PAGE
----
Sunday, July 23, 2006
I managed to ameliorate my habit of missing the starting times of movies yesterday, and to break this duck I chose Michael Winterbottom's A Cock and Bull Story, his adaptation of Laurence Sterne's The Life and Opinions of Tristram Shandy, Gentleman, a book I count as one of my favourites, though to be honest I have not read it since I was eighteen (rather like one of the characters in the film). My own memories of it might be coloured by the fact that I was introduced to it and "taught" it by one of the world's foremost Sterne experts, and later his biographer, Ian Campbell Ross, though I do remember laughing a lot and marvelling at its proto-post-modernist (lack of) structure and dissection of time, narrative and its eponymous hero, who gets very little of his life into the five-hundred or so pages.
Before I slip into critical theory jargon, it might be helpful to summarise the book and its author. Sterne was an Anglo-Irish clergyman, born in 1713 and raised in Clonmel, whisked off to an English boarding school at the age of 11, never to return to the South Riding of Tipperary, and he settled into a Church of England post in Yorkshire, a life that formed the background for Shandy, which was published in serial form from 1759 onwards. He wrote but one other novel, A Sentimental Journey, published shortly before his death in 1768. Tristram Shandy concerns the life - narrated in the first person - of its hero, a Yorkshire gentleman, told from the moment of his conception, and it is subject to numerous diversions and asides that prevent his life-story from ever being told; there is far more of Tristram's parents and his Uncle Toby (gravely wounded in the lumber region at the Battle of Namur in 1695, a battle he re-enacts obsessively in his back garden) than there is of the chief protagonist, and, as far as I remember, after five hundred pages, he is only about eight at the close of the novel. As can be gathered from all that the chief matter of the novel is the difficulty of fitting all of life in, the impossibility of editing; it is a bit like those people (we all know one or two) who are incapable of saying in less than five hundred words what can easily be related in fifteen, only more interesting and funnier. It is viewed today as a forerunner to the post-modern novel, but though it does have a light-hearted theoretical underpinning, Shandy is more the product of an age where the novel was not yet respectable, never mind formulated enough for it qualify as an anti-novel, or some such thing. Like Sterne's contemporary Henry Fielding's Tom Jones, this novel probably would have failed to find a publisher at most times in the 200 years following its publication. As it stood, in 1759 it would have been viewed as little more than the eccentric ramblings of an obscure country clergyman, quintessentially English, as the cliché goes.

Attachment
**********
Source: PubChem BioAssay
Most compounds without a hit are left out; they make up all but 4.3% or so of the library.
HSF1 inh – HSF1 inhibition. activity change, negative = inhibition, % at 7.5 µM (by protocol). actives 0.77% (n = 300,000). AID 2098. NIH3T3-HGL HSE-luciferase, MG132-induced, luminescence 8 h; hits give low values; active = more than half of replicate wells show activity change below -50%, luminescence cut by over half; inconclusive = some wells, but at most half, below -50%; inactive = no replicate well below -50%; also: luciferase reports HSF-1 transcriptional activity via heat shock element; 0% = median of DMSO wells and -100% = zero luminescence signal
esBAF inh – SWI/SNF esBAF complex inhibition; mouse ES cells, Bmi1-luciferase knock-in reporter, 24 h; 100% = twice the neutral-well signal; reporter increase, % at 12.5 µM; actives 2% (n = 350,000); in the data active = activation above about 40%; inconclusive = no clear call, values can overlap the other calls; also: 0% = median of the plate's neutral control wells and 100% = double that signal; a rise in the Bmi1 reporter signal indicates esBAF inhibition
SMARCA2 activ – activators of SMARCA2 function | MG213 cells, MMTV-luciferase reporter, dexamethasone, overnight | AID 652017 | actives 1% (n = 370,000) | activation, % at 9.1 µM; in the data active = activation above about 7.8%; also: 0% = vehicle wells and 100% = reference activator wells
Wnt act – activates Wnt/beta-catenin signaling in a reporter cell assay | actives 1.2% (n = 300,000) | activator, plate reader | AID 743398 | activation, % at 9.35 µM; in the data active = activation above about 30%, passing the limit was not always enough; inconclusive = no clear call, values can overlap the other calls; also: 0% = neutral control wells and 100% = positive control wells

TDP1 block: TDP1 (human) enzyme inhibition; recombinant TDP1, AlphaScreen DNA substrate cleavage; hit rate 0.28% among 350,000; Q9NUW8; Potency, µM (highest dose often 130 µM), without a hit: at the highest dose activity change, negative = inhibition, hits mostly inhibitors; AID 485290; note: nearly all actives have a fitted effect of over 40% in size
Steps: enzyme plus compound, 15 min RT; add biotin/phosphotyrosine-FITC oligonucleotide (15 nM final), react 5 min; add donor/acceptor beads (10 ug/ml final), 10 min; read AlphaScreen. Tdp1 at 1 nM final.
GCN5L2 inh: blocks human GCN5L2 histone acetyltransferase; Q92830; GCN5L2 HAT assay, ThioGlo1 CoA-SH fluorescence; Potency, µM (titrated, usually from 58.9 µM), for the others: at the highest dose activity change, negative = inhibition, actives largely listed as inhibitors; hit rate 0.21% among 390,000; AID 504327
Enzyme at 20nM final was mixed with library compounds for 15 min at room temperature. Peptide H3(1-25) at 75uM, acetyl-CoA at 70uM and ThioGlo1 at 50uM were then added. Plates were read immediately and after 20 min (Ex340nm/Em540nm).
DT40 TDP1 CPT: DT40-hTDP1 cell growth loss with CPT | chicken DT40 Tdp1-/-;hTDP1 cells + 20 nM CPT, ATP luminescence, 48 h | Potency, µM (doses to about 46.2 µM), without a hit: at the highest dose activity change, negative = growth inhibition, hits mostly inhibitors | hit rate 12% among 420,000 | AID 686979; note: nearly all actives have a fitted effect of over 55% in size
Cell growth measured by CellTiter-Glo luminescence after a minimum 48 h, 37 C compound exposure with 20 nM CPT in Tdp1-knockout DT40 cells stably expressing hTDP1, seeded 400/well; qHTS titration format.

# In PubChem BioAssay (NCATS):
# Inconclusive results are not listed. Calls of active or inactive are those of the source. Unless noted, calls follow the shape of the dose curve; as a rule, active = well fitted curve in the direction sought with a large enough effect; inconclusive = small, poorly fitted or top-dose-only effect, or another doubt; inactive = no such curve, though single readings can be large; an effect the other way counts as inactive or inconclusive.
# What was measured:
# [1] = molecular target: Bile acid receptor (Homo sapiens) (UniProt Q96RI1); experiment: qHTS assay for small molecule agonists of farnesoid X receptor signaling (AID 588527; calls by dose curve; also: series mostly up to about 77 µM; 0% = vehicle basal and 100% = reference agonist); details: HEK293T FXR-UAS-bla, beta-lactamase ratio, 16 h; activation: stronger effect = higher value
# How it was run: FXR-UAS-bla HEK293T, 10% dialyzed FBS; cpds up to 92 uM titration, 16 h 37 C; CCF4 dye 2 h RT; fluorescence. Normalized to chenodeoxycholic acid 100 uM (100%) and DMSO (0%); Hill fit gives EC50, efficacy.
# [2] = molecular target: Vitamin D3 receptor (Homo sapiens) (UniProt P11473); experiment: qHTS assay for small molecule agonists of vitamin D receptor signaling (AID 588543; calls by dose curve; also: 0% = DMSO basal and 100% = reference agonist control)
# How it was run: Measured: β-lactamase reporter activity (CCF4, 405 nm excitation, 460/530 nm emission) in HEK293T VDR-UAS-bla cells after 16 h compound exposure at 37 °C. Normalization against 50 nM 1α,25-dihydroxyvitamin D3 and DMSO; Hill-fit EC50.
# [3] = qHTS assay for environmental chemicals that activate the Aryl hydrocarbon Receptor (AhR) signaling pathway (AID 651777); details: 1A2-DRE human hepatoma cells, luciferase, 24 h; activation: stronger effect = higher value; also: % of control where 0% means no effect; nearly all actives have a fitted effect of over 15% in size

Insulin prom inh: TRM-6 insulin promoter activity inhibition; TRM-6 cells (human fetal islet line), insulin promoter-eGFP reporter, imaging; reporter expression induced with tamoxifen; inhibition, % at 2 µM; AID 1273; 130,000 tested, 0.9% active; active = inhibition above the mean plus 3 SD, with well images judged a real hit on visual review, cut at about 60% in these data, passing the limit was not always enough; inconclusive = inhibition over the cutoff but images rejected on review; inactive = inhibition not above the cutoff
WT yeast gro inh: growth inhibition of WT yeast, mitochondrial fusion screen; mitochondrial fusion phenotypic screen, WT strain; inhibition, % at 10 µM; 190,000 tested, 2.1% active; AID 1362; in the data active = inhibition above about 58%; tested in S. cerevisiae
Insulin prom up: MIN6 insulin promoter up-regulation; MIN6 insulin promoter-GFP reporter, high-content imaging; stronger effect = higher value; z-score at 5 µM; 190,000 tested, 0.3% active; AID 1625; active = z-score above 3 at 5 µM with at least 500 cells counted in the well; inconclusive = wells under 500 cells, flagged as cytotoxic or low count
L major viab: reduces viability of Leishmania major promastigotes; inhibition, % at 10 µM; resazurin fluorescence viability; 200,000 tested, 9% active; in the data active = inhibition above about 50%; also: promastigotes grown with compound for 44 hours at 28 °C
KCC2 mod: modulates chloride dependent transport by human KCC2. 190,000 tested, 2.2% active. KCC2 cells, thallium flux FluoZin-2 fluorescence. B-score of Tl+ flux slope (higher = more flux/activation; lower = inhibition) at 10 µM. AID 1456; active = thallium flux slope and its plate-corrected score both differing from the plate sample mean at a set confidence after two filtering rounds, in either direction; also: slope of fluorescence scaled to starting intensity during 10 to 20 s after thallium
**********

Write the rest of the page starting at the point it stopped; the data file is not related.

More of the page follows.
The novel, like many other structurally tricky ones, has always been described as unfilmable, but there really is no such thing as an unfilmable novel: anything can be adapted for the screen, it is just a question of whether it can be done well. Winterbottom and his regular screenwriter Frank Cottrell Boyce choose the most sensible option, framing it as a film-within-a-film, the shooting of an adaption of the novel. In this sense it is like the adaption of The French Lieutenant's Woman, scripted by Harold Pinter for Karel Reisz, but Winterbottom's film is a lot less dull and even less gimmicky. The book's structure is quickly dispensed with, Steve Coogan (playing himself, as he so often did in his TV stand-up in the 1990s) mutters a few inanities about the book's status as an avatar of post-modernism, and it is clear he has not read it, and we only see twenty minutes at most of the film adaptation of the book itself. In this sense it is more like other films about films, such as Altman's The Player or Truffaut's Day For Night. The film is more about events, characters and actors vying for space in the finished narrative; the script is rewritten and the narrative juggled and reshuffled in ways that will be familiar to anybody that has ever worked on a film, as new characters are written in and new actors hired (such as Gillian Anderson, who jets in to play the Widow Wadman, only to be dismayed as the smallness of her role at the end of the film).